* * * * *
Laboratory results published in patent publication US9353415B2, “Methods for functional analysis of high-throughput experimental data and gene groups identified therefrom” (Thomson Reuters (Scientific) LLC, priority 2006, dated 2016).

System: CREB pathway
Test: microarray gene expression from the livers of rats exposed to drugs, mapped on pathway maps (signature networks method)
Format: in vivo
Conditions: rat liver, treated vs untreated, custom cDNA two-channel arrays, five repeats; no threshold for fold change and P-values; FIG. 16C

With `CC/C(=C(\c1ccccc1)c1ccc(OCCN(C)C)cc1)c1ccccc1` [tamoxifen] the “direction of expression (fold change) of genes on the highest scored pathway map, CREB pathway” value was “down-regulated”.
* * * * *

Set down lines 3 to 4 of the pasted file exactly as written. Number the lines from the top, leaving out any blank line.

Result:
Test: microarray gene expression from the livers of rats exposed to drugs, mapped on pathway maps (signature networks method)
Format: in vivo